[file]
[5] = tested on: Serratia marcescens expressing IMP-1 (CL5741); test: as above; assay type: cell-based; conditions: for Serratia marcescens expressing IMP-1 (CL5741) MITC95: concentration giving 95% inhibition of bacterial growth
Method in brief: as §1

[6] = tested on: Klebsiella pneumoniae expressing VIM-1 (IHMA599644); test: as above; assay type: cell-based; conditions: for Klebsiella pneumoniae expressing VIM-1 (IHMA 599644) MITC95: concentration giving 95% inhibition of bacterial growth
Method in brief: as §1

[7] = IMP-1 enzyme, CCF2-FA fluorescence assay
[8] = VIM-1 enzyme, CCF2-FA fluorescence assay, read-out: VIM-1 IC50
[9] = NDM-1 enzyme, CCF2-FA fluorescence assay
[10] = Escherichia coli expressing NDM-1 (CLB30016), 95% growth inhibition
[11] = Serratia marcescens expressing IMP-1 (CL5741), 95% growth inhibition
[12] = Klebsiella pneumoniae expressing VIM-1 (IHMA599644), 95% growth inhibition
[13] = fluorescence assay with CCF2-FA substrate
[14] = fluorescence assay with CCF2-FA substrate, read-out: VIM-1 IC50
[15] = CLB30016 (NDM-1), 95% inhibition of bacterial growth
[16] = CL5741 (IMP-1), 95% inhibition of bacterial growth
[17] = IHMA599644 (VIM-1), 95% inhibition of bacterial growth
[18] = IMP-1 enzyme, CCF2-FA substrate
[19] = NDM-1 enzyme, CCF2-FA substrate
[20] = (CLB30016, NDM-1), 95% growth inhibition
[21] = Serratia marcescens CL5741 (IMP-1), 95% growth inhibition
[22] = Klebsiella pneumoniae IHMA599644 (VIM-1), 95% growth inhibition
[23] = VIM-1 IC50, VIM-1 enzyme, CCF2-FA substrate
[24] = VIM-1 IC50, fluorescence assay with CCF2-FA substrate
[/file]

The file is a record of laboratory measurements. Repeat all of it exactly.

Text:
[5] = tested on: Serratia marcescens expressing IMP-1 (CL5741); test: as above; assay type: cell-based; conditions: for Serratia marcescens expressing IMP-1 (CL5741) MITC95: concentration giving 95% inhibition of bacterial growth
Method in brief: as §1

[6] = tested on: Klebsiella pneumoniae expressing VIM-1 (IHMA599644); test: as above; assay type: cell-based; conditions: for Klebsiella pneumoniae expressing VIM-1 (IHMA 599644) MITC95: concentration giving 95% inhibition of bacterial growth
Method in brief: as §1

[7] = IMP-1 enzyme, CCF2-FA fluorescence assay
[8] = VIM-1 enzyme, CCF2-FA fluorescence assay, read-out: VIM-1 IC50
[9] = NDM-1 enzyme, CCF2-FA fluorescence assay
[10] = Escherichia coli expressing NDM-1 (CLB30016), 95% growth inhibition
[11] = Serratia marcescens expressing IMP-1 (CL5741), 95% growth inhibition
[12] = Klebsiella pneumoniae expressing VIM-1 (IHMA599644), 95% growth inhibition
[13] = fluorescence assay with CCF2-FA substrate
[14] = fluorescence assay with CCF2-FA substrate, read-out: VIM-1 IC50
[15] = CLB30016 (NDM-1), 95% inhibition of bacterial growth
[16] = CL5741 (IMP-1), 95% inhibition of bacterial growth
[17] = IHMA599644 (VIM-1), 95% inhibition of bacterial growth
[18] = IMP-1 enzyme, CCF2-FA substrate
[19] = NDM-1 enzyme, CCF2-FA substrate
[20] = (CLB30016, NDM-1), 95% growth inhibition
[21] = Serratia marcescens CL5741 (IMP-1), 95% growth inhibition
[22] = Klebsiella pneumoniae IHMA599644 (VIM-1), 95% growth inhibition
[23] = VIM-1 IC50, VIM-1 enzyme, CCF2-FA substrate
[24] = VIM-1 IC50, fluorescence assay with CCF2-FA substrate